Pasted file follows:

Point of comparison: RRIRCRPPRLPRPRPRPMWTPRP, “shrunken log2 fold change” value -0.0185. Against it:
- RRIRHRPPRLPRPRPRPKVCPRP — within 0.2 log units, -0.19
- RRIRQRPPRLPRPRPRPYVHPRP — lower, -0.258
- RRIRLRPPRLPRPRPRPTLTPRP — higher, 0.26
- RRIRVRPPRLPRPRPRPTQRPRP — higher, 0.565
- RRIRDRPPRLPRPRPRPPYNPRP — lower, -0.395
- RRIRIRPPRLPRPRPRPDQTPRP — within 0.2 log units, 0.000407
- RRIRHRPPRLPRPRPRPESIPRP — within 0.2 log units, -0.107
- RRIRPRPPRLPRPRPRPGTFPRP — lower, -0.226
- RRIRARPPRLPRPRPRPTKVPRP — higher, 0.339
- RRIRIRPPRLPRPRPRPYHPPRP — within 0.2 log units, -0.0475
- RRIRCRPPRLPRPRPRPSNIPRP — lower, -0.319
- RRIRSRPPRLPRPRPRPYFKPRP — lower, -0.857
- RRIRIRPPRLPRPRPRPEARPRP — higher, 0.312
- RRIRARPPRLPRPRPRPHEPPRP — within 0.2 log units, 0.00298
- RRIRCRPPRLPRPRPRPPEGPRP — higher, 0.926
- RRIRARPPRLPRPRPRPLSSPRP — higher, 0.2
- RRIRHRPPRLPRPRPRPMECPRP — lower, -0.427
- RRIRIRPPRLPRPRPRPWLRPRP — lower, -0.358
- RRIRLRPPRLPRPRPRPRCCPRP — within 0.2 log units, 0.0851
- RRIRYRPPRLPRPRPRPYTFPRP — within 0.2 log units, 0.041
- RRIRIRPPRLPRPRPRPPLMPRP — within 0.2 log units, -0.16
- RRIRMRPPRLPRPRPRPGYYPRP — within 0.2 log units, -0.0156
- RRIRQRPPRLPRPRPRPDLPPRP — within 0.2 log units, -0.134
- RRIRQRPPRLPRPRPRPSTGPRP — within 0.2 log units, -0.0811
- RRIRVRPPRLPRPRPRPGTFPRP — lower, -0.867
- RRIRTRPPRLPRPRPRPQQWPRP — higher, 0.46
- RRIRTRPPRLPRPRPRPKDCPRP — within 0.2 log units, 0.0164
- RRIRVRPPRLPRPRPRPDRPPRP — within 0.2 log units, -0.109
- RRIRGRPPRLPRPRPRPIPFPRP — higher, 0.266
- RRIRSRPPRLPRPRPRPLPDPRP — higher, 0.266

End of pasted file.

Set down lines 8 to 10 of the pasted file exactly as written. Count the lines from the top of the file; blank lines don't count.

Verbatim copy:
- RRIRHRPPRLPRPRPRPESIPRP — within 0.2 log units, -0.107
- RRIRPRPPRLPRPRPRPGTFPRP — lower, -0.226
- RRIRARPPRLPRPRPRPTKVPRP — higher, 0.339